Ocean's big game fish 'near extinction'

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The Independent Online

Industrial fishing has devastated the marine environment, wiping out 90 per cent of populations among the world's biggest species over the past 50 years, a study published today concludes.

The scale of the loss has astounded fisheries experts, who had thought the open oceans still teemed with "sea monsters" such as giant marlin, tuna and swordfish.

Ransom Myers, a marine biologist from Dalhousie University in Halifax, Nova Scotia, said that industrial fishing took no more than 10 or 15 years to grind any new fish community it encountered to a 10th of its previous size. "From giant blue marlin to mighty bluefin tuna, and from tropical groupers to Antarctic cod, industrial fishing has scoured the global ocean. There is no blue frontier left," Dr Myers said yesterday.

Working with Boris Worm, of the University of Kiel in Germany, Dr Myers investigated four continental shelves and nine open-ocean regions from the time when they were first exploited to the present.

"Since 1950, with the onset of industrialised fisheries, we have rapidly reduced the resource base to less than 10 per cent, not just in some areas, not just for some stocks, but for entire communities of these large fish species from the tropics to the poles," Dr Myers said.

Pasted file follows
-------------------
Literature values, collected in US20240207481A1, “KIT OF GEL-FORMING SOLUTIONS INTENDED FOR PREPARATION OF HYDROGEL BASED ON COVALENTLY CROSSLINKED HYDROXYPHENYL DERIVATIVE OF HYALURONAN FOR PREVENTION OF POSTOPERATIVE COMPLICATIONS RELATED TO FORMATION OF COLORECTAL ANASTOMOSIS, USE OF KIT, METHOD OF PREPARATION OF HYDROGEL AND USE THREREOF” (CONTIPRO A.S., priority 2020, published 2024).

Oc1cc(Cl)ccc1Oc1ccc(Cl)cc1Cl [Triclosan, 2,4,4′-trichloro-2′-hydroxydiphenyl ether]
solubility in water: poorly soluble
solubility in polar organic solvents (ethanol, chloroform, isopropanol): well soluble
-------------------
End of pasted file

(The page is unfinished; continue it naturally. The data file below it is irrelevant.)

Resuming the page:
The researchers, whose findings appear in the journal Nature, also gained access to data on the decline of the longline fishing catch by the Japanese fleet. Longline fishing, which uses lines armed with thousands of hooks trailing for many miles, is the most widespread fishing gear and the Japanese fleet's operation is the most extensive, covering all oceans apart from the circumpolar seas. "Whereas longlines used to catch 10 fish per 100 hooks, now they are lucky to catch one," Dr Myers said.

Jeremy Jackson, of the Scripps Institution of Oceanography, said the average size of fish caught today was dwarfed by those routinely landed in the past. "We had oceans full of heroic fish, literally sea monsters. People used to harpoon three-metre-long swordfish in rowboats. Hemingway's Old Man and the Sea was for real," Dr Jackson said.

The most efficient marine predators were on average only a fifth to a half of the size they once were. Dr Myers said: "The few blue marlin today reach one-fifth of the weight they once had. In many cases, the fish caught are under such intense fishing pressure, they never even have the chance to reproduce."

Dr Myers and Dr Worm argue for a cut of at least 50 per cent in the number of fish caught to help to provide sustainable fisheries for the future. "We are in massive denial. We have to understand how close to extinction some of these populations really are. And we must act now," Dr Myers said.